Photo Credit: Francois Meyer – APWG

Johannesburg Wildlife Veterinary Hospital shared some truly heartwarming news about a pangolin first for them; a rescue has given birth in the wild!


Limpopo, South Africa (08 September 2020) – A mature female Temminck’s pangolin rescued from poachers on the 25th of April 2020 has just become the first pangolin on record, to give birth after being treated by the Johannesburg Wildlife Veterinary Hospital. The rescue, rehabilitation and release were done in collaboration with African Pangolin Working Group (APWG).

She was retrieved in the Alldays region of Limpopo Province, South Africa and then transported to a Polokwane veterinarian. Dr Karin Lourens from the Johannesburg Wildlife Vet drove to assist with the stabilising and initial examination. They named her Ally.

During an abdominal ultrasound, it was discovered that Ally was pregnant! Pangolins suffer terribly from stress-induced symptoms when poached and the chances of her carrying her pregnancy to term was a concern for the team.

“Pangolins which have been poached are always compromised, some worse than others, and they require a period of veterinary treatment. Once ensconced at a secure location in Johannesburg, Ally could begin to recover both psychologically and physically from her trauma. It was important for her to recover as quickly and gently as possible to prevent her miscarrying her pup because of the high-stress levels she had endured.

Ally also had pneumonia but regular blood tests, CT scans and ultrasounds along with careful nursing ensured that she received the best care and her pup continued to develop normally. A few weeks later, Ally was feeding well, her lungs had cleared and she had gained enough weight to be placed into her release phase. She was transported to a release site carefully selected by the African Pangolin Working Group in the Limpopo Valley.

VHF and satellite telemetry tags were attached to her scales to enable the post-release monitoring – this is critical to ensure the animal’s well being and distribution. Ally eventually settled into an area with diverse ant species, found good burrows and relaxed into typical pangolin behaviour.”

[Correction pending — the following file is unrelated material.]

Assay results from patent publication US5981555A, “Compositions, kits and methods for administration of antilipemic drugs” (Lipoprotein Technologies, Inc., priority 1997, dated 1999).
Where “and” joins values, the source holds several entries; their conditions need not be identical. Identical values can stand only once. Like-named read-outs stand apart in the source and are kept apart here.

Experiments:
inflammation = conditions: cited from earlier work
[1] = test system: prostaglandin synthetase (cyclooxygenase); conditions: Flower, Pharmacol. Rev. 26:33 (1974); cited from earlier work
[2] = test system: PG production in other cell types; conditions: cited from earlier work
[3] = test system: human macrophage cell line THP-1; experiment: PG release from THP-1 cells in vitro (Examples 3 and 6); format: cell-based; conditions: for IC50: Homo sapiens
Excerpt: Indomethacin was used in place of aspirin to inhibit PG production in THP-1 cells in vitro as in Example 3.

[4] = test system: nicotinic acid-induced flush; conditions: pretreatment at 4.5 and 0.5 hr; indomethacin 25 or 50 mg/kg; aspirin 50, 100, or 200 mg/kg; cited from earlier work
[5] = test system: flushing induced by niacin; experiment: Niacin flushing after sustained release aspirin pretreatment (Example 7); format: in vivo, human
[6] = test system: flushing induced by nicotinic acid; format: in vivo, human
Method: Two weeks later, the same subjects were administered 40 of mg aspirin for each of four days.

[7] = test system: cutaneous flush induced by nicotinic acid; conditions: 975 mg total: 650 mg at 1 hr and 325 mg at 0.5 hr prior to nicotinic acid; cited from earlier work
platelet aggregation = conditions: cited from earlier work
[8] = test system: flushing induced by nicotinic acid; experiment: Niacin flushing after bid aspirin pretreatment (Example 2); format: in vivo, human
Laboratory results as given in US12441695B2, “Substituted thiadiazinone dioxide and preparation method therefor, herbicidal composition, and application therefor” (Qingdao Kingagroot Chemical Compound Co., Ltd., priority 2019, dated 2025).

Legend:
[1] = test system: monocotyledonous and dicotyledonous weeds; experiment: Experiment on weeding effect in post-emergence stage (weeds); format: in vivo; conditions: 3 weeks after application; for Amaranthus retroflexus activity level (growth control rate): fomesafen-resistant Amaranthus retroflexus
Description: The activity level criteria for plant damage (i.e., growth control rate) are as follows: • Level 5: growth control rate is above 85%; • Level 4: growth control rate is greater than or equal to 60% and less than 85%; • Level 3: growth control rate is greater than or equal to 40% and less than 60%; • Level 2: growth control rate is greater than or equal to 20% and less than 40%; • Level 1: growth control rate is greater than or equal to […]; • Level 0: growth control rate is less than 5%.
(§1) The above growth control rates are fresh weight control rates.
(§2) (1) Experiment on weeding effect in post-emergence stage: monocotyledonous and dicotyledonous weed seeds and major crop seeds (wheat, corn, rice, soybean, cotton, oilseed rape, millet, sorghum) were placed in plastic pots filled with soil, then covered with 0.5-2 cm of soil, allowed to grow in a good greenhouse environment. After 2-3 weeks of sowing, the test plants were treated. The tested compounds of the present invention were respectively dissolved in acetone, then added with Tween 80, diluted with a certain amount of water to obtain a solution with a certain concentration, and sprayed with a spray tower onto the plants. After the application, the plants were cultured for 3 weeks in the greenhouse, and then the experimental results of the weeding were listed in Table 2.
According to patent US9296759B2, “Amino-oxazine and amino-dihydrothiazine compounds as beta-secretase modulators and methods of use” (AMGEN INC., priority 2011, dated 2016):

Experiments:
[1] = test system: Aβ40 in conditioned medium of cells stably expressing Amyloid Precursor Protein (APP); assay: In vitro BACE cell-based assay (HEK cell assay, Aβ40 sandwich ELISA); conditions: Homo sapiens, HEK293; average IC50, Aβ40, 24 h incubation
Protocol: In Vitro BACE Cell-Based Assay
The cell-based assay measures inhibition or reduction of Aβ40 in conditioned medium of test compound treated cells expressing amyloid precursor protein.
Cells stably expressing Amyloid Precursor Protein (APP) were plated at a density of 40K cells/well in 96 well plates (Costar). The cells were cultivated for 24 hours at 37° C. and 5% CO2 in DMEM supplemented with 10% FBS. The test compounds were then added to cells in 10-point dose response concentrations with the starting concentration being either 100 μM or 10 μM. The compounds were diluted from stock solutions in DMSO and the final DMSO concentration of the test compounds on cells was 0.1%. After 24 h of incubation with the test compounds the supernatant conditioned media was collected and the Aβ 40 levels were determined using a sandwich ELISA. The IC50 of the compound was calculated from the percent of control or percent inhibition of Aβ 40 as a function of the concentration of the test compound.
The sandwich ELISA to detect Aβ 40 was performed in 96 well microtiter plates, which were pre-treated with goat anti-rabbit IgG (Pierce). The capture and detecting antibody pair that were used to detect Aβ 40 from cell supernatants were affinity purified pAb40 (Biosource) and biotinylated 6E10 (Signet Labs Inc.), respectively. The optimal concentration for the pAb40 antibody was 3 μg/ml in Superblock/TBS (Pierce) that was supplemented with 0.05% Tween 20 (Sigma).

She seemed to be bouncing back perfectly and was gearing up to have her pup. She started burrowing in the area and so the team at African Pangolin Working Group set up a camera to watch her progress. This meant they could monitor her pregnancy even further.

“In one of these recordings, the team saw that Ally had given birth and her pup was in the burrow! This is the first-ever record of one of our successfully retrieved and rehabilitated Temminck’s pangolins giving birth in the wild, after release. We are all thrilled to share this wonderful success story and wish our born free pangolin pup a safe, long and wild life!”

Take a look at the amazing (tear-jerking) moment below.

The Johannesburg Wildlife Veterinary Hospital do incredible work but are always in need of public assistance! The Vet treats indigenous animals free of charge and relies solely on the donations.

They have several ways that people can help. They accept donations here or see their full wishlist here. An easy way to get involved is to also nominate them on your MySchool MyVillage MyPlanet rewards card; which you can do so here. Or direct bank transfer, see their banking details below.

Johannesburg Wildlife NPC
FNB Cheque account
Account nr: 62658400264
Branch code: 255355
Swift code: FIRNZAJJ


The African Pangolin Working Group works exclusively with pangolins and has been doing so since 2011. You can support them by nominating them as a beneficiary on your MySchool MyVillage MyPlanet rewards card or by direct bank transfer, see their banking details below. You can find out more about the cause here.

African Pangolin Working Group
Bank: First National Bank
Account Type: Cheque Account
Account Number: 62488232879
Branch Name: Gezina
Branch Code: 251545

Sources: Facebook
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About the Author

Tyler Leigh Vivier is a writer for Good Things Guy.

Her passion is to spread good news across South Africa with a big focus on environmental issues, animal welfare and social upliftment. Outside of Good Things Guy, she is an avid reader and lover of tea.

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